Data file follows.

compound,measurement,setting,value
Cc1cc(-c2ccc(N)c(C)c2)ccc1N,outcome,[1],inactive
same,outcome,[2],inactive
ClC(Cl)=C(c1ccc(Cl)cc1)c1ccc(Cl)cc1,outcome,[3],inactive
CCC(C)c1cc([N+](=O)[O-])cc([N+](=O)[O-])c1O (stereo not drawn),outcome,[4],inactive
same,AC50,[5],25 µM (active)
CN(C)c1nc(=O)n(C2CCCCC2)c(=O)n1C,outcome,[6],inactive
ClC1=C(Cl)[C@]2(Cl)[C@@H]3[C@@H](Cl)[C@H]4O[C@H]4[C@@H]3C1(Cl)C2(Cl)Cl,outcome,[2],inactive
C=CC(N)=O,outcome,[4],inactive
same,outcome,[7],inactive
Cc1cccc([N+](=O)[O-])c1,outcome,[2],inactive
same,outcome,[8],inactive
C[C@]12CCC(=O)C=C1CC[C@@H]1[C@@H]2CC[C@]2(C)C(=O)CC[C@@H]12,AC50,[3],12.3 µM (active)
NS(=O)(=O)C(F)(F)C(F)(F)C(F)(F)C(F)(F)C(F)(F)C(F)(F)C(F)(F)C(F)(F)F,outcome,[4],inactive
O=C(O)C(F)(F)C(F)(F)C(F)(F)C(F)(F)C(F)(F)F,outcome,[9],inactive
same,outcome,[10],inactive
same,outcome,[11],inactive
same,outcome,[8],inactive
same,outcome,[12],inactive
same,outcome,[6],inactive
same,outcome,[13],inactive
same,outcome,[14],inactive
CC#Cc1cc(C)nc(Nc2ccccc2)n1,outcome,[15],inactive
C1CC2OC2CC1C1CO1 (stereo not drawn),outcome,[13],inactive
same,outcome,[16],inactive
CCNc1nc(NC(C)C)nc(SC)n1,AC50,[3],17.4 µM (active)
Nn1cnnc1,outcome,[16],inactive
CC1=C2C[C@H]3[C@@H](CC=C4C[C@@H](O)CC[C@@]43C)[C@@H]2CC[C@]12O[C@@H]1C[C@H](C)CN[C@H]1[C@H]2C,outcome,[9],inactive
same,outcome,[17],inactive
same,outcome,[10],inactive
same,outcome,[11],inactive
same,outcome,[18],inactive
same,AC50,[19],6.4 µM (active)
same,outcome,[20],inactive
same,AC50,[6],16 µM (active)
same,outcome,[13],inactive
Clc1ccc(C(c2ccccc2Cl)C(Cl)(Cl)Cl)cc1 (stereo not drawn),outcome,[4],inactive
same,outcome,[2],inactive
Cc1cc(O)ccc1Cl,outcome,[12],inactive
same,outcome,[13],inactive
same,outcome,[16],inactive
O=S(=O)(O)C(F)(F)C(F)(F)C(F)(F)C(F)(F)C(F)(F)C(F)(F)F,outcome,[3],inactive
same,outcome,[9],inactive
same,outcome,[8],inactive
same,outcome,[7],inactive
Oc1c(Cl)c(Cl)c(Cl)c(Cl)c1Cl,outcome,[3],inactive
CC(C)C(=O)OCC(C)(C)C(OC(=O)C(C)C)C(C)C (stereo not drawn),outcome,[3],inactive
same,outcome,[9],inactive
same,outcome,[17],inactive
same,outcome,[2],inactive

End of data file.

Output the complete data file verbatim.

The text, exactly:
compound,measurement,setting,value
Cc1cc(-c2ccc(N)c(C)c2)ccc1N,outcome,[1],inactive
same,outcome,[2],inactive
ClC(Cl)=C(c1ccc(Cl)cc1)c1ccc(Cl)cc1,outcome,[3],inactive
CCC(C)c1cc([N+](=O)[O-])cc([N+](=O)[O-])c1O (stereo not drawn),outcome,[4],inactive
same,AC50,[5],25 µM (active)
CN(C)c1nc(=O)n(C2CCCCC2)c(=O)n1C,outcome,[6],inactive
ClC1=C(Cl)[C@]2(Cl)[C@@H]3[C@@H](Cl)[C@H]4O[C@H]4[C@@H]3C1(Cl)C2(Cl)Cl,outcome,[2],inactive
C=CC(N)=O,outcome,[4],inactive
same,outcome,[7],inactive
Cc1cccc([N+](=O)[O-])c1,outcome,[2],inactive
same,outcome,[8],inactive
C[C@]12CCC(=O)C=C1CC[C@@H]1[C@@H]2CC[C@]2(C)C(=O)CC[C@@H]12,AC50,[3],12.3 µM (active)
NS(=O)(=O)C(F)(F)C(F)(F)C(F)(F)C(F)(F)C(F)(F)C(F)(F)C(F)(F)C(F)(F)F,outcome,[4],inactive
O=C(O)C(F)(F)C(F)(F)C(F)(F)C(F)(F)C(F)(F)F,outcome,[9],inactive
same,outcome,[10],inactive
same,outcome,[11],inactive
same,outcome,[8],inactive
same,outcome,[12],inactive
same,outcome,[6],inactive
same,outcome,[13],inactive
same,outcome,[14],inactive
CC#Cc1cc(C)nc(Nc2ccccc2)n1,outcome,[15],inactive
C1CC2OC2CC1C1CO1 (stereo not drawn),outcome,[13],inactive
same,outcome,[16],inactive
CCNc1nc(NC(C)C)nc(SC)n1,AC50,[3],17.4 µM (active)
Nn1cnnc1,outcome,[16],inactive
CC1=C2C[C@H]3[C@@H](CC=C4C[C@@H](O)CC[C@@]43C)[C@@H]2CC[C@]12O[C@@H]1C[C@H](C)CN[C@H]1[C@H]2C,outcome,[9],inactive
same,outcome,[17],inactive
same,outcome,[10],inactive
same,outcome,[11],inactive
same,outcome,[18],inactive
same,AC50,[19],6.4 µM (active)
same,outcome,[20],inactive
same,AC50,[6],16 µM (active)
same,outcome,[13],inactive
Clc1ccc(C(c2ccccc2Cl)C(Cl)(Cl)Cl)cc1 (stereo not drawn),outcome,[4],inactive
same,outcome,[2],inactive
Cc1cc(O)ccc1Cl,outcome,[12],inactive
same,outcome,[13],inactive
same,outcome,[16],inactive
O=S(=O)(O)C(F)(F)C(F)(F)C(F)(F)C(F)(F)C(F)(F)C(F)(F)F,outcome,[3],inactive
same,outcome,[9],inactive
same,outcome,[8],inactive
same,outcome,[7],inactive
Oc1c(Cl)c(Cl)c(Cl)c(Cl)c1Cl,outcome,[3],inactive
CC(C)C(=O)OCC(C)(C)C(OC(=O)C(C)C)C(C)C (stereo not drawn),outcome,[3],inactive
same,outcome,[9],inactive
same,outcome,[17],inactive
same,outcome,[2],inactive